If you have created a Responsive simulation, Captivate 8 allows you to change which portion of the screen you show by dragging the smartphone or tablet window to the area that you want to show.

Responsive customizable window

Above I’ve moved the Mobile view (Smartphone) window to exactly where I want it.

Having the three views also allows you to change other things on the screen (like objects and text) so that it can be totally different between PCs and smartphones for example.

Summary and Hints

If you understand the output of both Responsive and Scalable simulations, it is easier to start a new project in the right way. This is a change for Adobe Captivate users who have used previous versions. Before, you didn’t have to think about output very much before starting your projects; now you do.

If you want to show the entire portion of your screen recording, no matter which type of device the learner is using, use a Scalable project (Software Simulation or Blank Project).

If you want to show different portions of the screen based on device, use a Responsive project.

From a Responsive project, you can go from a Responsive output to a Scalable output. However, you cannot do the reverse of going from a Software Simulation project to a Responsive project output. If you are in a Responsive project, there is a checkbox in Properties called “Use portion of background Image” that is selected by default for Tablet and Smartphone views. If you deselect that on either the Tablet or Smartphone view, the full screen recording is shown, which makes it like a scalable project.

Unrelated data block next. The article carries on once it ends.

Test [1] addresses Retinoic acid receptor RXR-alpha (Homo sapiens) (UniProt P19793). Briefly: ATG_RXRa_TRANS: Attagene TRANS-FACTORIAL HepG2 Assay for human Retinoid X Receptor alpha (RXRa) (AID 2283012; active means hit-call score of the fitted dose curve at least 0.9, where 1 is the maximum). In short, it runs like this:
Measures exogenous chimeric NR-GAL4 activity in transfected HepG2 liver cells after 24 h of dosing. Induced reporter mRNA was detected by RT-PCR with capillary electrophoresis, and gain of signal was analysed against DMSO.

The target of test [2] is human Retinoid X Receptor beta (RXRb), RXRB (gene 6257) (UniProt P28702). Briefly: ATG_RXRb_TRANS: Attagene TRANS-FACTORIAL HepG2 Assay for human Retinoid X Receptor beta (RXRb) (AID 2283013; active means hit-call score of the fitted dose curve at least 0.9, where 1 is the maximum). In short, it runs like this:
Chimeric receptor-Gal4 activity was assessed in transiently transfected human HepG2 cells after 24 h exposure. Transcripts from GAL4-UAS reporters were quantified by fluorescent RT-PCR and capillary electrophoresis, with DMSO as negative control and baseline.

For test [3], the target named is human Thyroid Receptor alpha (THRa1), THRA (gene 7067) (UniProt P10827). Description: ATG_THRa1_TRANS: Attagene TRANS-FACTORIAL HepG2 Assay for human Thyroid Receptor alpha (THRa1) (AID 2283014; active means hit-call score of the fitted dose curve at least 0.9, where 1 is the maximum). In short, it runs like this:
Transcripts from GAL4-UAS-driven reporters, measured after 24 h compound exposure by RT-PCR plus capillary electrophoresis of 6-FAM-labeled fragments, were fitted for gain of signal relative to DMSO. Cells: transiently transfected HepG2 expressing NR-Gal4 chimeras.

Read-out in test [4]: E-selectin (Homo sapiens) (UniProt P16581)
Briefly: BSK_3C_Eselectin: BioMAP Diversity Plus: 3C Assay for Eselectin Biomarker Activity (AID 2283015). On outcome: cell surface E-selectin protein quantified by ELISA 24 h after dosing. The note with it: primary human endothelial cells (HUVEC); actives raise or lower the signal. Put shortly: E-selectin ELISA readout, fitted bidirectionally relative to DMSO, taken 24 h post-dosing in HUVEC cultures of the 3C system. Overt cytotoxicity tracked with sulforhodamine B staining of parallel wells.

Use portion checkbox

Above you see the “Use portion of background Image” checkbox is checked by default for the Mobile (Smartphone) view.

I love these outputs that you can find in Adobe Captivate 8. We can now easily create software simulations for mobile devices. The future is now.

 

Adobe Captivate 8 is a product of Adobe Systems, Inc. For more information, see their website at http://www.adobe.com/captivate.

What We Heard: The Four Biggest eLearning Buzzwords of 2013

The year 2014 has commenced, the polar vortex moved in and now some of us are in the grand thaw. Many of us are just getting started with our new eLearning initiatives for the year. But before we proceed, perhaps we should take a few moments to reflect back on 2013.

Happy New Year

Source: Microsoft Office Gallery

Wow, last year we really saw some strides being made, and some bright spots of eLearning picked up some speed. Unless you lived under a rock in 2013, the following terms should sound familiar:

  • MOOCs
  • xAPI
  • Gamification
  • Digital Badges